Webinars

  • Assistive Technologies for Second Year Statistics Students who are Blind

    Rob Erhardt and Michael Shuman, Wake Forest University
    Wednesday, September 16, 2015 - 12:00pm
    We describe the assistive technologies used to accommodate a blind student who took a second course in statistics at Wake Forest University. The course covered simple and multiple regression, model diagnostics, model selection, data visualization, and elementary logistic regression. These topics required that the student both interpret and produce three sets of materials: mathematical writing, computer programming, and visual displays of data. We relied heavily on integrating the use of multiple existing technologies. Specifically, this talk will detail the extensive use of screen readers, LaTeX, a modified use of R and the BrailleR package, a desktop Braille embosser, and a modified classroom approach.
  • Reflections on making the switch to a simulation-based inference curriculum

    Julie Clark (Hollins University), Lacey Echols (Butler University), Dave Klanderman (Trinity Christian College) and Laura Schultz (Rowan University), moderated by Nathan Tintle, Dordt College
    Tuesday, September 8, 2015 - 12:00pm
    In this webinar some recent new adopters of simulation-based inference (SBI) curricula will share their responses to questions such as: What made you switch to SBI from a traditional curriculum? What have you enjoyed most about the switch? What were some of the challenges in switching? What would you do different next time?
  • A comparison of student attitudes, statistical reasoning, performance, and perceptions for web-augmented traditional, fully online, and flipped sections of a statistical literacy class

    Ellen Gundlach, Purdue University
    Wednesday, August 19, 2015 - 12:00pm
    In this presentation, we will compare three delivery methods of an introductory statistical literacy course, all taught by the same instructor in the same semester for over 400 students. The complications of defining specific delivery methods and the pros and cons of choices of assessments will also be discussed.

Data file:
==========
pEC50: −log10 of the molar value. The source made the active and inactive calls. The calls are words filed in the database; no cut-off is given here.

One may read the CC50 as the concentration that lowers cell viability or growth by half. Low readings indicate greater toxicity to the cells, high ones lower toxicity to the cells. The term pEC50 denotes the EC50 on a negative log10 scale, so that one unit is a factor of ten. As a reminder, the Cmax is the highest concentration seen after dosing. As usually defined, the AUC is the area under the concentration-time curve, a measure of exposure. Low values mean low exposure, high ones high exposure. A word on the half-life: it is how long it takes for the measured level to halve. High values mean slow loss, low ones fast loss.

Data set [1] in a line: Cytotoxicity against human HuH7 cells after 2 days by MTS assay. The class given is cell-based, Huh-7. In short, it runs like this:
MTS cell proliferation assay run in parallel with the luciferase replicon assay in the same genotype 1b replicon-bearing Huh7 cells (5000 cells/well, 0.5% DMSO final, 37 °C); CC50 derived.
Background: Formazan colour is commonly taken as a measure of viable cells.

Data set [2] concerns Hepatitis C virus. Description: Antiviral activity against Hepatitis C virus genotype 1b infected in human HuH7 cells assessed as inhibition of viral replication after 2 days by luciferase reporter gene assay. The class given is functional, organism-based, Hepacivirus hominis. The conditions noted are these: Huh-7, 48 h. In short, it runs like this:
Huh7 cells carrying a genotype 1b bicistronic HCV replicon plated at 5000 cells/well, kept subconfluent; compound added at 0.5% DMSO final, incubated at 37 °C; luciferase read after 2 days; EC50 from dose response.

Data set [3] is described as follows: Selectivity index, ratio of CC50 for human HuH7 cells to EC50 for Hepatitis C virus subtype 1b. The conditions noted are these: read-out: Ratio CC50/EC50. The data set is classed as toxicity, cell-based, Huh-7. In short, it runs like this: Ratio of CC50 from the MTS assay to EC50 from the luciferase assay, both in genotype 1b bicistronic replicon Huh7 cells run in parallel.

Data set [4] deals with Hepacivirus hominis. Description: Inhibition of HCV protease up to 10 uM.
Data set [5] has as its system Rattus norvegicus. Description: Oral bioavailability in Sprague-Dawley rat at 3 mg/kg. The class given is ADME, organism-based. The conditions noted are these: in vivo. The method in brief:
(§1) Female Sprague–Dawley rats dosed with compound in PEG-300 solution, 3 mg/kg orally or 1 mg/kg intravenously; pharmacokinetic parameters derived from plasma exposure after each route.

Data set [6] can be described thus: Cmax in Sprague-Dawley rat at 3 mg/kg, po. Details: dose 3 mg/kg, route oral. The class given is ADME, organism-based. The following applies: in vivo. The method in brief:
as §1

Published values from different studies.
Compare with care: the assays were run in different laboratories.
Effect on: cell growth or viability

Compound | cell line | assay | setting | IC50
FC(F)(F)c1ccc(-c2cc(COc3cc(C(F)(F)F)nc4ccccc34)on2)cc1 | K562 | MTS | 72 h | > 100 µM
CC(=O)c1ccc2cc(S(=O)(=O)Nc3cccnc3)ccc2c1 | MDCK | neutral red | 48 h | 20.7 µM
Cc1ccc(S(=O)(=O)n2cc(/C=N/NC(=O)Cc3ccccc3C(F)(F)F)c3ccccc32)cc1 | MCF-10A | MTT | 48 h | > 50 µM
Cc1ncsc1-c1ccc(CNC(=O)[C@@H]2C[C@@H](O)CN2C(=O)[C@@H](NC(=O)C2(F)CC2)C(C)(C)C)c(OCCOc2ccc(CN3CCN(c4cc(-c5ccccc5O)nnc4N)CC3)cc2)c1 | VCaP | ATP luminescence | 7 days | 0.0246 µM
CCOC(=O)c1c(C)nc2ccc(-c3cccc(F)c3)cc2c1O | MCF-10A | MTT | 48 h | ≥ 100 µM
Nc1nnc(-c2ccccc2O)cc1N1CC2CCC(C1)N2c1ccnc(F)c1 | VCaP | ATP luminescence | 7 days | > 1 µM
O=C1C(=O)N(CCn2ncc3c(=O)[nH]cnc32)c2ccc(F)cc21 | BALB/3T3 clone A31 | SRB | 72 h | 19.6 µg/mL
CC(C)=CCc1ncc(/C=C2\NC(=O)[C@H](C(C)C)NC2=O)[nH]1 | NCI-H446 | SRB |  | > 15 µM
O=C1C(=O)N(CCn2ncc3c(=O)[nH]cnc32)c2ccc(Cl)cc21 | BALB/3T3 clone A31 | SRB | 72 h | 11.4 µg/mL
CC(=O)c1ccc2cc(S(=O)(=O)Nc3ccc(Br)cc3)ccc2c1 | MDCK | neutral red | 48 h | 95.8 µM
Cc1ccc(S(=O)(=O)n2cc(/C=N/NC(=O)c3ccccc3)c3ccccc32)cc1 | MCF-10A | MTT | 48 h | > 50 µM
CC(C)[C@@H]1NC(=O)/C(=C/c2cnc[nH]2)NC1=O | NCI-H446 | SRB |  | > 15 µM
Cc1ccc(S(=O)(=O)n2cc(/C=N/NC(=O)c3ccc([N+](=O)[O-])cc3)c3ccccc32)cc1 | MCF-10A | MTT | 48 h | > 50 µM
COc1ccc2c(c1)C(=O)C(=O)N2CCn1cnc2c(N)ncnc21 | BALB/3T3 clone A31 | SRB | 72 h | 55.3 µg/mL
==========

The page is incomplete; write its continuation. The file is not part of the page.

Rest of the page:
• Updating the Guidelines for Assessment and Instruction in Statistics Education (GAISE)

    Michelle Everson, The Ohio State University and Megan Mocko, University of Florida
    Tuesday, July 7, 2015 - 12:00pm
    In 2005, the Guidelines for Assessment and Instruction in Statistics Education (GAISE) College Report was endorsed by the American Statistical Association (ASA). Although the original six recommendations put forward in this report have stood the test of time, we now live in an increasingly data-centric world where our students have access to technologies that were not in existence in 2005. The ASA has therefore made it a priority to revise GAISE so that it continues to be easily and clearly applicable to modern-day teachers of introductory statistics courses. To accomplish this goal, a committee was formed and charged with the task of updating this landmark report. Two members of this committee will facilitate this webinar. In the webinar, we will reflect on how the landscape has changed in Statistics Education over the past 10 years, and we will discuss the process of updating and revising the GAISE report. The audience will have the opportunity to provide feedback and share ideas about the proposed revisions.
  • ASA DataFest: Teaching Data Science through Data Hackathons

    Rob Gould, UCLA
    Tuesday, May 19, 2015 - 1:30pm
    We'll describe and explain ASA DataFest, a Big Data Hackathon for undergraduate students, and offer advice on how to throw your own.
  • Examining Student Conceptions of Covariation: A Focus on the Line of Best Fit

    Stephanie Casey, Eastern Michigan University